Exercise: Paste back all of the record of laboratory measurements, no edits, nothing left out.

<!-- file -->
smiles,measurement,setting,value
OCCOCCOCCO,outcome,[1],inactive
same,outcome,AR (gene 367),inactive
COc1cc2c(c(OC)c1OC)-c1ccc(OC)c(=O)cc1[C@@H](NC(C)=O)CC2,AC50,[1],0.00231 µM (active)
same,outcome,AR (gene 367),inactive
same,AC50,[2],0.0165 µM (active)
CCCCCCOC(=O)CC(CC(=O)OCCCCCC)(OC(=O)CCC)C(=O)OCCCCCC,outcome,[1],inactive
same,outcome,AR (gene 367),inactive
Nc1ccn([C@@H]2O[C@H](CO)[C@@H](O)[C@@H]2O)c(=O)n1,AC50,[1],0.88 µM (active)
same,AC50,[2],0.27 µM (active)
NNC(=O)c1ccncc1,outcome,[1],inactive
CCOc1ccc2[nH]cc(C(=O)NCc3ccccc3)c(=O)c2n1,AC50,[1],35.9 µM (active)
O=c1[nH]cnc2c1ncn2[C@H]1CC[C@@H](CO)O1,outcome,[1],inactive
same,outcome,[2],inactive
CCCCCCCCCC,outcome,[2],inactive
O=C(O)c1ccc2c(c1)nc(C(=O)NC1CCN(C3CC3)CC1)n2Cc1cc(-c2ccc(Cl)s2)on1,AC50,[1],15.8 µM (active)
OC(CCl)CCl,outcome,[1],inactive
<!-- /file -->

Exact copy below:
smiles,measurement,setting,value
OCCOCCOCCO,outcome,[1],inactive
same,outcome,AR (gene 367),inactive
COc1cc2c(c(OC)c1OC)-c1ccc(OC)c(=O)cc1[C@@H](NC(C)=O)CC2,AC50,[1],0.00231 µM (active)
same,outcome,AR (gene 367),inactive
same,AC50,[2],0.0165 µM (active)
CCCCCCOC(=O)CC(CC(=O)OCCCCCC)(OC(=O)CCC)C(=O)OCCCCCC,outcome,[1],inactive
same,outcome,AR (gene 367),inactive
Nc1ccn([C@@H]2O[C@H](CO)[C@@H](O)[C@@H]2O)c(=O)n1,AC50,[1],0.88 µM (active)
same,AC50,[2],0.27 µM (active)
NNC(=O)c1ccncc1,outcome,[1],inactive
CCOc1ccc2[nH]cc(C(=O)NCc3ccccc3)c(=O)c2n1,AC50,[1],35.9 µM (active)
O=c1[nH]cnc2c1ncn2[C@H]1CC[C@@H](CO)O1,outcome,[1],inactive
same,outcome,[2],inactive
CCCCCCCCCC,outcome,[2],inactive
O=C(O)c1ccc2c(c1)nc(C(=O)NC1CCN(C3CC3)CC1)n2Cc1cc(-c2ccc(Cl)s2)on1,AC50,[1],15.8 µM (active)
OC(CCl)CCl,outcome,[1],inactive